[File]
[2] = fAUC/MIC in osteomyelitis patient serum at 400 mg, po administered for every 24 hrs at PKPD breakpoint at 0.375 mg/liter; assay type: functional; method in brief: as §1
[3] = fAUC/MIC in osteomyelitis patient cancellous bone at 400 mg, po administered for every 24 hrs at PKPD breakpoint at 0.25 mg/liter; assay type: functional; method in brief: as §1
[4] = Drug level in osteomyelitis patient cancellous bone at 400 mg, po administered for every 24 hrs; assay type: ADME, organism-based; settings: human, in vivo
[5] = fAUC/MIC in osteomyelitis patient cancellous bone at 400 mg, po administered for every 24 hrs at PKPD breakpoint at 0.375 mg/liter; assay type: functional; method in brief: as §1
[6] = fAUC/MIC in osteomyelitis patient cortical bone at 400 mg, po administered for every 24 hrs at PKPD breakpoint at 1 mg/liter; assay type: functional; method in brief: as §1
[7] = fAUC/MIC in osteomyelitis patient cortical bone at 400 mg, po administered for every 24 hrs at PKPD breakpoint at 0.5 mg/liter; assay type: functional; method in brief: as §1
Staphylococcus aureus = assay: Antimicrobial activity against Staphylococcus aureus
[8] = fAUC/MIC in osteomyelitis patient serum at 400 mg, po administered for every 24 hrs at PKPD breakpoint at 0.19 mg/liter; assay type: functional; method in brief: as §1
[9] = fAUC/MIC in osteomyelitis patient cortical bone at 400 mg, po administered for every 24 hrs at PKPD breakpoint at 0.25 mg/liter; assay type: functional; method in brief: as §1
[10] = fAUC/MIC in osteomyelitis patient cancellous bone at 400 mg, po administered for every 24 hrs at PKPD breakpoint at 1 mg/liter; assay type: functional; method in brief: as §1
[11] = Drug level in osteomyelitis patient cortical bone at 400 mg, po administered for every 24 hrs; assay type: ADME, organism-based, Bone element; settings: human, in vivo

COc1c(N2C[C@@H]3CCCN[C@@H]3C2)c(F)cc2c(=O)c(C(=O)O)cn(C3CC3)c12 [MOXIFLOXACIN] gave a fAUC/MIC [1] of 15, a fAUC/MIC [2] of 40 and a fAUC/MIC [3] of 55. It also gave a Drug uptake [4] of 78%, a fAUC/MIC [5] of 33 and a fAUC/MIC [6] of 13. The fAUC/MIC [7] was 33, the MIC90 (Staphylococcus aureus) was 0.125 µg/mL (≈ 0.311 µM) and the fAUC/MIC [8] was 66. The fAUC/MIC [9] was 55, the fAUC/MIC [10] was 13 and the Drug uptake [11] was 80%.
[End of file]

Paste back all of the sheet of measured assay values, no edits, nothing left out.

[2] = fAUC/MIC in osteomyelitis patient serum at 400 mg, po administered for every 24 hrs at PKPD breakpoint at 0.375 mg/liter; assay type: functional; method in brief: as §1
[3] = fAUC/MIC in osteomyelitis patient cancellous bone at 400 mg, po administered for every 24 hrs at PKPD breakpoint at 0.25 mg/liter; assay type: functional; method in brief: as §1
[4] = Drug level in osteomyelitis patient cancellous bone at 400 mg, po administered for every 24 hrs; assay type: ADME, organism-based; settings: human, in vivo
[5] = fAUC/MIC in osteomyelitis patient cancellous bone at 400 mg, po administered for every 24 hrs at PKPD breakpoint at 0.375 mg/liter; assay type: functional; method in brief: as §1
[6] = fAUC/MIC in osteomyelitis patient cortical bone at 400 mg, po administered for every 24 hrs at PKPD breakpoint at 1 mg/liter; assay type: functional; method in brief: as §1
[7] = fAUC/MIC in osteomyelitis patient cortical bone at 400 mg, po administered for every 24 hrs at PKPD breakpoint at 0.5 mg/liter; assay type: functional; method in brief: as §1
Staphylococcus aureus = assay: Antimicrobial activity against Staphylococcus aureus
[8] = fAUC/MIC in osteomyelitis patient serum at 400 mg, po administered for every 24 hrs at PKPD breakpoint at 0.19 mg/liter; assay type: functional; method in brief: as §1
[9] = fAUC/MIC in osteomyelitis patient cortical bone at 400 mg, po administered for every 24 hrs at PKPD breakpoint at 0.25 mg/liter; assay type: functional; method in brief: as §1
[10] = fAUC/MIC in osteomyelitis patient cancellous bone at 400 mg, po administered for every 24 hrs at PKPD breakpoint at 1 mg/liter; assay type: functional; method in brief: as §1
[11] = Drug level in osteomyelitis patient cortical bone at 400 mg, po administered for every 24 hrs; assay type: ADME, organism-based, Bone element; settings: human, in vivo

COc1c(N2C[C@@H]3CCCN[C@@H]3C2)c(F)cc2c(=O)c(C(=O)O)cn(C3CC3)c12 [MOXIFLOXACIN] gave a fAUC/MIC [1] of 15, a fAUC/MIC [2] of 40 and a fAUC/MIC [3] of 55. It also gave a Drug uptake [4] of 78%, a fAUC/MIC [5] of 33 and a fAUC/MIC [6] of 13. The fAUC/MIC [7] was 33, the MIC90 (Staphylococcus aureus) was 0.125 µg/mL (≈ 0.311 µM) and the fAUC/MIC [8] was 66. The fAUC/MIC [9] was 55, the fAUC/MIC [10] was 13 and the Drug uptake [11] was 80%.